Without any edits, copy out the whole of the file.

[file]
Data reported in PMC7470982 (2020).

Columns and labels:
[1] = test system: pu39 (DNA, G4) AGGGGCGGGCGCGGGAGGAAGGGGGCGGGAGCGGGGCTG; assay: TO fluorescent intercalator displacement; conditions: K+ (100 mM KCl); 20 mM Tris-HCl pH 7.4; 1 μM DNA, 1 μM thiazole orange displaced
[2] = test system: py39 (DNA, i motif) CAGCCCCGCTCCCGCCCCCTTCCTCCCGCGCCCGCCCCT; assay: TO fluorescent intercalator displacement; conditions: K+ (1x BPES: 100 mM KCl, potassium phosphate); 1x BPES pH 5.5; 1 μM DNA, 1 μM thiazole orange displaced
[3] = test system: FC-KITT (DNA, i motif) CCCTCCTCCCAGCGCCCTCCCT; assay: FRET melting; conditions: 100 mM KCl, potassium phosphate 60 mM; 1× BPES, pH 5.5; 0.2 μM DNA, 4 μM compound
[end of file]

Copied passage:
Data reported in PMC7470982 (2020).

Columns and labels:
[1] = test system: pu39 (DNA, G4) AGGGGCGGGCGCGGGAGGAAGGGGGCGGGAGCGGGGCTG; assay: TO fluorescent intercalator displacement; conditions: K+ (100 mM KCl); 20 mM Tris-HCl pH 7.4; 1 μM DNA, 1 μM thiazole orange displaced
[2] = test system: py39 (DNA, i motif) CAGCCCCGCTCCCGCCCCCTTCCTCCCGCGCCCGCCCCT; assay: TO fluorescent intercalator displacement; conditions: K+ (1x BPES: 100 mM KCl, potassium phosphate); 1x BPES pH 5.5; 1 μM DNA, 1 μM thiazole orange displaced
[3] = test system: FC-KITT (DNA, i motif) CCCTCCTCCCAGCGCCCTCCCT; assay: FRET melting; conditions: 100 mM KCl, potassium phosphate 60 mM; 1× BPES, pH 5.5; 0.2 μM DNA, 4 μM compound